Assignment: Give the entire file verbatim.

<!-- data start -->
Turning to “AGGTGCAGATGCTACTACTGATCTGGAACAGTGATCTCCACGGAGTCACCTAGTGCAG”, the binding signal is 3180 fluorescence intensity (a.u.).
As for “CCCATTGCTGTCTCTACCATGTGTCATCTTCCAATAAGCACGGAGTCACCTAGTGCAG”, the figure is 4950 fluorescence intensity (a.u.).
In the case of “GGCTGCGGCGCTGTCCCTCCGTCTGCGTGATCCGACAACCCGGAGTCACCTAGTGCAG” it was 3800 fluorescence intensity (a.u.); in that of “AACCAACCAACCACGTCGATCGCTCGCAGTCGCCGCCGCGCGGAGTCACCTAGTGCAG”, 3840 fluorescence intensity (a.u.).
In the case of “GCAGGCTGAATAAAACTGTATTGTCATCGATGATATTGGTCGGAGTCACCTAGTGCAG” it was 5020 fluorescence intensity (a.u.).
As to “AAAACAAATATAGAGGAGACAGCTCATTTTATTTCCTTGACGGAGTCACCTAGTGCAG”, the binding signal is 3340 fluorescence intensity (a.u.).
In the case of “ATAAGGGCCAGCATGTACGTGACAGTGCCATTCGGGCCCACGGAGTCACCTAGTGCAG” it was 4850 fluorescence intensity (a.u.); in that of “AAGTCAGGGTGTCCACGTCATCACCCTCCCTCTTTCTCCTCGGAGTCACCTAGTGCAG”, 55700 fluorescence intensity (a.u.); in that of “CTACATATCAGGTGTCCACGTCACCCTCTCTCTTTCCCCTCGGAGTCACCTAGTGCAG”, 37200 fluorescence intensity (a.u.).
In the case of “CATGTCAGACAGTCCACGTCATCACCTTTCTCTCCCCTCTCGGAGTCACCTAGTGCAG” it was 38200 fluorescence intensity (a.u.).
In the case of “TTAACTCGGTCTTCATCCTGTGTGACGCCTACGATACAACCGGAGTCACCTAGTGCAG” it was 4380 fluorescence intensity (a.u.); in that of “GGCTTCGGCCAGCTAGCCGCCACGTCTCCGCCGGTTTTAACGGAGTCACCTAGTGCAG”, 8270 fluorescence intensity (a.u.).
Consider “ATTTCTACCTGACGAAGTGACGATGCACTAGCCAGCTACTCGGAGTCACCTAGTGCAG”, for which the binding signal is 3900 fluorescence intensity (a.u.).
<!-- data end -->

Turning to “AGGTGCAGATGCTACTACTGATCTGGAACAGTGATCTCCACGGAGTCACCTAGTGCAG”, the binding signal is 3180 fluorescence intensity (a.u.).
As for “CCCATTGCTGTCTCTACCATGTGTCATCTTCCAATAAGCACGGAGTCACCTAGTGCAG”, the figure is 4950 fluorescence intensity (a.u.).
In the case of “GGCTGCGGCGCTGTCCCTCCGTCTGCGTGATCCGACAACCCGGAGTCACCTAGTGCAG” it was 3800 fluorescence intensity (a.u.); in that of “AACCAACCAACCACGTCGATCGCTCGCAGTCGCCGCCGCGCGGAGTCACCTAGTGCAG”, 3840 fluorescence intensity (a.u.).
In the case of “GCAGGCTGAATAAAACTGTATTGTCATCGATGATATTGGTCGGAGTCACCTAGTGCAG” it was 5020 fluorescence intensity (a.u.).
As to “AAAACAAATATAGAGGAGACAGCTCATTTTATTTCCTTGACGGAGTCACCTAGTGCAG”, the binding signal is 3340 fluorescence intensity (a.u.).
In the case of “ATAAGGGCCAGCATGTACGTGACAGTGCCATTCGGGCCCACGGAGTCACCTAGTGCAG” it was 4850 fluorescence intensity (a.u.); in that of “AAGTCAGGGTGTCCACGTCATCACCCTCCCTCTTTCTCCTCGGAGTCACCTAGTGCAG”, 55700 fluorescence intensity (a.u.); in that of “CTACATATCAGGTGTCCACGTCACCCTCTCTCTTTCCCCTCGGAGTCACCTAGTGCAG”, 37200 fluorescence intensity (a.u.).
In the case of “CATGTCAGACAGTCCACGTCATCACCTTTCTCTCCCCTCTCGGAGTCACCTAGTGCAG” it was 38200 fluorescence intensity (a.u.).
In the case of “TTAACTCGGTCTTCATCCTGTGTGACGCCTACGATACAACCGGAGTCACCTAGTGCAG” it was 4380 fluorescence intensity (a.u.); in that of “GGCTTCGGCCAGCTAGCCGCCACGTCTCCGCCGGTTTTAACGGAGTCACCTAGTGCAG”, 8270 fluorescence intensity (a.u.).
Consider “ATTTCTACCTGACGAAGTGACGATGCACTAGCCAGCTACTCGGAGTCACCTAGTGCAG”, for which the binding signal is 3900 fluorescence intensity (a.u.).